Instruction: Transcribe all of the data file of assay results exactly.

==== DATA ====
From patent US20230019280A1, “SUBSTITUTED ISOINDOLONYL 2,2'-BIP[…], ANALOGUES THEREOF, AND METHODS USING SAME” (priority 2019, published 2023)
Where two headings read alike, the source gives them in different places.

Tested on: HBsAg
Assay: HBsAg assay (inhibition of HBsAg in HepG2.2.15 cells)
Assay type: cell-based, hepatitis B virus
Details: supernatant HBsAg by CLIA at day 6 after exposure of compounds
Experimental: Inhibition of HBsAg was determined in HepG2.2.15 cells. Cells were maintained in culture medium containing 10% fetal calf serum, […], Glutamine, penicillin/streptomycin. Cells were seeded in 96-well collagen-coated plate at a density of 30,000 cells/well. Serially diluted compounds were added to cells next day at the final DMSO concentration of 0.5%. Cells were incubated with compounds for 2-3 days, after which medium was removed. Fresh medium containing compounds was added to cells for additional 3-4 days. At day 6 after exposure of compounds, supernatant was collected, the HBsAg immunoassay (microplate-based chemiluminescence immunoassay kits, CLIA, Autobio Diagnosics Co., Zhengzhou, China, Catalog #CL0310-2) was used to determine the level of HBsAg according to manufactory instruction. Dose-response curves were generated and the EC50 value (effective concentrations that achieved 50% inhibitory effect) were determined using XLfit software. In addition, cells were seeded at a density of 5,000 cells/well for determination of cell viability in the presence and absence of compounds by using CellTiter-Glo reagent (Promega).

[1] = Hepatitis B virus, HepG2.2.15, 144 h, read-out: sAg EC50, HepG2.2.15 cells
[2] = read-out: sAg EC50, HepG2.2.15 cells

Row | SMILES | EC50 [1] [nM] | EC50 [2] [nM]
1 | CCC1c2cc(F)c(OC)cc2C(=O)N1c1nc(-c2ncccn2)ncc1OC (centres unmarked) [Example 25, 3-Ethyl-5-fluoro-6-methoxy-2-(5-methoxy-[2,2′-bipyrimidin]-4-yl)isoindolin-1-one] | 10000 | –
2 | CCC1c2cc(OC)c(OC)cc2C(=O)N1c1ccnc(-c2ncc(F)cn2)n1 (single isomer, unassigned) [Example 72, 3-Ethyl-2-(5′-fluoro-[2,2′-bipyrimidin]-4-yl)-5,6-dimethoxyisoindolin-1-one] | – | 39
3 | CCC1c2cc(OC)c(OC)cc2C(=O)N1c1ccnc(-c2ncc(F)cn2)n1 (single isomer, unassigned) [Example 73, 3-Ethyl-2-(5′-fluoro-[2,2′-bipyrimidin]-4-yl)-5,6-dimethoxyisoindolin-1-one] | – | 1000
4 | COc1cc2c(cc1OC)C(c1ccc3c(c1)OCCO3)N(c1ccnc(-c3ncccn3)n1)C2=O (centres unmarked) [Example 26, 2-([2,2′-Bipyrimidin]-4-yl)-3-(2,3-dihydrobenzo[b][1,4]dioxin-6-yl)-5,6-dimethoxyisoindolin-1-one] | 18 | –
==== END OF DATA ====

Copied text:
From patent US20230019280A1, “SUBSTITUTED ISOINDOLONYL 2,2'-BIP[…], ANALOGUES THEREOF, AND METHODS USING SAME” (priority 2019, published 2023)
Where two headings read alike, the source gives them in different places.

Tested on: HBsAg
Assay: HBsAg assay (inhibition of HBsAg in HepG2.2.15 cells)
Assay type: cell-based, hepatitis B virus
Details: supernatant HBsAg by CLIA at day 6 after exposure of compounds
Experimental: Inhibition of HBsAg was determined in HepG2.2.15 cells. Cells were maintained in culture medium containing 10% fetal calf serum, […], Glutamine, penicillin/streptomycin. Cells were seeded in 96-well collagen-coated plate at a density of 30,000 cells/well. Serially diluted compounds were added to cells next day at the final DMSO concentration of 0.5%. Cells were incubated with compounds for 2-3 days, after which medium was removed. Fresh medium containing compounds was added to cells for additional 3-4 days. At day 6 after exposure of compounds, supernatant was collected, the HBsAg immunoassay (microplate-based chemiluminescence immunoassay kits, CLIA, Autobio Diagnosics Co., Zhengzhou, China, Catalog #CL0310-2) was used to determine the level of HBsAg according to manufactory instruction. Dose-response curves were generated and the EC50 value (effective concentrations that achieved 50% inhibitory effect) were determined using XLfit software. In addition, cells were seeded at a density of 5,000 cells/well for determination of cell viability in the presence and absence of compounds by using CellTiter-Glo reagent (Promega).

[1] = Hepatitis B virus, HepG2.2.15, 144 h, read-out: sAg EC50, HepG2.2.15 cells
[2] = read-out: sAg EC50, HepG2.2.15 cells

Row | SMILES | EC50 [1] [nM] | EC50 [2] [nM]
1 | CCC1c2cc(F)c(OC)cc2C(=O)N1c1nc(-c2ncccn2)ncc1OC (centres unmarked) [Example 25, 3-Ethyl-5-fluoro-6-methoxy-2-(5-methoxy-[2,2′-bipyrimidin]-4-yl)isoindolin-1-one] | 10000 | –
2 | CCC1c2cc(OC)c(OC)cc2C(=O)N1c1ccnc(-c2ncc(F)cn2)n1 (single isomer, unassigned) [Example 72, 3-Ethyl-2-(5′-fluoro-[2,2′-bipyrimidin]-4-yl)-5,6-dimethoxyisoindolin-1-one] | – | 39
3 | CCC1c2cc(OC)c(OC)cc2C(=O)N1c1ccnc(-c2ncc(F)cn2)n1 (single isomer, unassigned) [Example 73, 3-Ethyl-2-(5′-fluoro-[2,2′-bipyrimidin]-4-yl)-5,6-dimethoxyisoindolin-1-one] | – | 1000
4 | COc1cc2c(cc1OC)C(c1ccc3c(c1)OCCO3)N(c1ccnc(-c3ncccn3)n1)C2=O (centres unmarked) [Example 26, 2-([2,2′-Bipyrimidin]-4-yl)-3-(2,3-dihydrobenzo[b][1,4]dioxin-6-yl)-5,6-dimethoxyisoindolin-1-one] | 18 | –